Student researchers, graduate fellows, and faculty are working together on different research projects throughout the year. At the heart of our work are the collaborative spring projects. Every year, a new cohort of students produces a piece of public scholarship concerned with digital due process.
In the world of consumer finance, credit score simulators are a common feature offered by a range of companies and websites. Often touted as a tool for learning and financial literacy, these simulators allow users to experiment with different scoring factors to see how they affect their scores. Examples of such simulators can be found on websites like TransUnion, FICO, American Express, and Credit Karma.
One problem with these simulators is that they cast credit scoring in a rather unrealistic light. Among other things, they suggest a degree of transparency about the scoring process that does not hold in practice; they create an illusion of individual control that does not exist; and they generate an image of a system that is worth investing time and resources in although these actions are not guaranteed to have results. In other words, these systems do not just simulate a score, they simulate a world in which scoring appears to be a rational and sensible solution.
In this project, we re-appropriate the interactive form of the credit score simulator in order to make visible the “hidden” scoring factors and assumptions built into the system. Rather than focusing on the official factors such as lines of credit, credit utilization ratios, and on-time payments, we construct an alternative scoring model based on research that takes into account those features usually externalized. Variables like wealth, gender, and ZIP code, for example, have been shown to be important factors influencing credit scores. So why not build a simulator based on these ideas and include them in the calculation?
Researchers: Michael Tyrrell, Malte Ziewitz
Funding: NSF CAREER Award (#1848286)
What does a human being look like through the lens of all the ratings, scores, and metrics that are supposed to represent them in their daily life? In this project, we map the ecology of scores and scoring that a person has to navigate. Credit scores, performance metrics, Uber ratings, immigration points, consumers scores, insurance risk assessments, and social media karma: we are surrounded by a web of more or less visible metrics that have far-ranging consequences for our lives. Whereas researchers usually study the implications of specific scores and metrics, we are taking a holistic view and want to find out whether and to what extent the myriad of different scoring systems shape and influence each other—and what, if anything, can be done to challenge them.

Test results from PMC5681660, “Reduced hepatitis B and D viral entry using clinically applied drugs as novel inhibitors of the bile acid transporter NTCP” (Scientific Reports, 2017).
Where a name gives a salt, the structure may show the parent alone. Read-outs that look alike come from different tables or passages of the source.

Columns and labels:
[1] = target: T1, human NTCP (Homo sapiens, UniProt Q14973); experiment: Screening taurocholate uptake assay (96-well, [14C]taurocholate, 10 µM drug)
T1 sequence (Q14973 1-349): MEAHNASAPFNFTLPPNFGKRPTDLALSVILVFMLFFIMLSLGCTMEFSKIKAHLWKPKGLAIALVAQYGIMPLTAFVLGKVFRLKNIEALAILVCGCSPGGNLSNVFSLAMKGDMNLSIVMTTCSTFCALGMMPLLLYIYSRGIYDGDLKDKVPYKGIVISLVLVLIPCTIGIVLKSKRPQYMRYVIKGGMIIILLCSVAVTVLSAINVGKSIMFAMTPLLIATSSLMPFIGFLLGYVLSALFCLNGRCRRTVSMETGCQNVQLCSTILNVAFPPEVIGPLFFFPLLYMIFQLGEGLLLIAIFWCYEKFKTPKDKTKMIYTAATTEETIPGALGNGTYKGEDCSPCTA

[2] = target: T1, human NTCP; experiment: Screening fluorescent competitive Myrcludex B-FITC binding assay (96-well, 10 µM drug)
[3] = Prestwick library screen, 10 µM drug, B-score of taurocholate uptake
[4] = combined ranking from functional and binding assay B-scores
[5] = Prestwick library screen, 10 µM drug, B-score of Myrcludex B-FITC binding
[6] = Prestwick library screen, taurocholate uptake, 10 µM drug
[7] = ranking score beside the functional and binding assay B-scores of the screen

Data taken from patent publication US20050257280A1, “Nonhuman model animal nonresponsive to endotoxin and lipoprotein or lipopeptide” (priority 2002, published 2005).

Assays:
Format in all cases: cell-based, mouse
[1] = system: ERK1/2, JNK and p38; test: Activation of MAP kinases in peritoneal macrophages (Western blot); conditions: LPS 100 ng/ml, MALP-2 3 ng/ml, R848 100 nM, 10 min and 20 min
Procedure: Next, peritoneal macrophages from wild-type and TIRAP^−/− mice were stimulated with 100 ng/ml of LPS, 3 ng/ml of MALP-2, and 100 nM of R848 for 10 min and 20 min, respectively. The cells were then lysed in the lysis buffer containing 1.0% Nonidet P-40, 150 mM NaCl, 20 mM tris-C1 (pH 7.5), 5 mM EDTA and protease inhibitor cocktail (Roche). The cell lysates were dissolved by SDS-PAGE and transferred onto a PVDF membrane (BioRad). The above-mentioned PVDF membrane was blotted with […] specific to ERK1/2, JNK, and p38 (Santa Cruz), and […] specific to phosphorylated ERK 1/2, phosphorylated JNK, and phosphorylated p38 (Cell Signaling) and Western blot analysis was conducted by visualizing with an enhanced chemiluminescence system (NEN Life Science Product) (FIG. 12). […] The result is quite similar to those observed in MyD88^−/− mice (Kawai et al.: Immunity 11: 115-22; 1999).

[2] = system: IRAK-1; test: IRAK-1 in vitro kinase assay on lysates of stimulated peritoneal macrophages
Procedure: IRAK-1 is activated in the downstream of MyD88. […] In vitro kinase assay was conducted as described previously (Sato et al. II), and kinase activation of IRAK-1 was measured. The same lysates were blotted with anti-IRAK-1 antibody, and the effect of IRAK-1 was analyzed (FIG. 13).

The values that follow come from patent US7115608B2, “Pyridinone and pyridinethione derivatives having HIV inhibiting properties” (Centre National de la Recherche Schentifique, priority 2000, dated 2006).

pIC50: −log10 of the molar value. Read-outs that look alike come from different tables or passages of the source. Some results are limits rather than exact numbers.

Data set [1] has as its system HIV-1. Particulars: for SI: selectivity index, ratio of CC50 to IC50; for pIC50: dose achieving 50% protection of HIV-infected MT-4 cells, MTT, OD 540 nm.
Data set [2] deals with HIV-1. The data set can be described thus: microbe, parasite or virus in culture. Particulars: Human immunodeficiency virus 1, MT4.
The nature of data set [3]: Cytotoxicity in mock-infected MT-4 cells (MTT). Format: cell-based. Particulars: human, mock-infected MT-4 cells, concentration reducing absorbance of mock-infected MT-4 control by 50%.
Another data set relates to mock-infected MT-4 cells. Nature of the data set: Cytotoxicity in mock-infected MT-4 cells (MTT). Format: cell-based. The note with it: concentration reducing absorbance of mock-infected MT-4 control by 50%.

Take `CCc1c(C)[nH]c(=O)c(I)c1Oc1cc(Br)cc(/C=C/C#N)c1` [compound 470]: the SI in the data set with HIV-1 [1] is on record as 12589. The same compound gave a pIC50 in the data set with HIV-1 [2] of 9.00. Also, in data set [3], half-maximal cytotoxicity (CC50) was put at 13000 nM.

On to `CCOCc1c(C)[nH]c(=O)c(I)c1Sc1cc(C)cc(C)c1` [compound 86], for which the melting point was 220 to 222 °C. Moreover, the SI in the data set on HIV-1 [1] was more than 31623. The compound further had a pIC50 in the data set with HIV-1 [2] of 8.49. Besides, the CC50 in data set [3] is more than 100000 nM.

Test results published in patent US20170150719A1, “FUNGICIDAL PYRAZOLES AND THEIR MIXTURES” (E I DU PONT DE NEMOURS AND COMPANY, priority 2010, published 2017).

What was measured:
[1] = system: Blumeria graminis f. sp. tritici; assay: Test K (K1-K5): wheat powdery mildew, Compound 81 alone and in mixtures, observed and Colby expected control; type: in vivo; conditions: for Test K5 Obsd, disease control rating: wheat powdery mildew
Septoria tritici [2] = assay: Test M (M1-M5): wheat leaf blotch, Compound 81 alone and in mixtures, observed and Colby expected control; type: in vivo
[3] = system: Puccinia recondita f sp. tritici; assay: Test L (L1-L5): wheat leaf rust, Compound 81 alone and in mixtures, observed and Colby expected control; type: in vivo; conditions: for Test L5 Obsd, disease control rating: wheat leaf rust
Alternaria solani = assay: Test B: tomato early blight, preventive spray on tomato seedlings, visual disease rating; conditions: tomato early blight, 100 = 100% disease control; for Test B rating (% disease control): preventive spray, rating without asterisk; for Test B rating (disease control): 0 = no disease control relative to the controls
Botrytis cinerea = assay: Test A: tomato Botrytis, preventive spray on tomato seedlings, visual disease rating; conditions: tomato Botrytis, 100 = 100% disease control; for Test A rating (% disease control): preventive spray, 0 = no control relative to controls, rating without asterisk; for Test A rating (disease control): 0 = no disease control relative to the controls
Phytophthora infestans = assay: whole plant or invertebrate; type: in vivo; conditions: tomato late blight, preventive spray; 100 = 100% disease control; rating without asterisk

Researchers: Christopher Chandra, Carson Crane, Sam Tesfaye, Valerie Kong, Hannah Dominguez, Grace Cala, Stephen Yang, Chris Hesselbein, Yue Zhao, Malte Ziewitz
Funding: NSF CAREER Award (#1848286); Milstein Program for Technology & Humanity
Being ranked in web search engines can make or break or business, reputation, or career. While much work on the politics of search engines has focused on questions of bias, discrimination, and design, rather little is still known how people who depend on these results experience the system on a daily basis. Big companies and organizations may have the resources to hire PR and marketing consultants to affect their standing in the engines. But how do less well-resourced people make sense and cope with their predicament?
In this project, we document the lived experiences of people struggling with web search results. Through a series of qualitative interviews, we collect the stories from small business owners and local activists to politicians running for public office and people re-entering society after prison terms.
Researchers: Ciarra Lee, Cassidy McGovern, Amy Eng, Annika Pinch, Kyra Wisniewski, Deana Gonzales, Emma Li, Sterling Williams-Ceci, Stephen Yang, Ranjit Singh, Malte Ziewitz
Funding: NSF CAREER Award (#1848286)
Recovering from a broken credit score can be an existential challenge. While credit bureaus, banks, and regulators tend to suggest that errors can be fixed and scores improved without the need for special expertise, especially low-income Americans and traditionally disadvantaged groups are struggling to keep up. How do people make sense of and engage with scoring systems on a daily basis? Drawing on work in science & technology studies (STS), anthropology, sociology, and information science, this project traces the credit repair journeys of a small number of people in Upstate New York.
Researchers: Ranjit Singh, Malte Ziewitz
Funding: Cornell Center for the Social Sciences (CCSS) Small Grant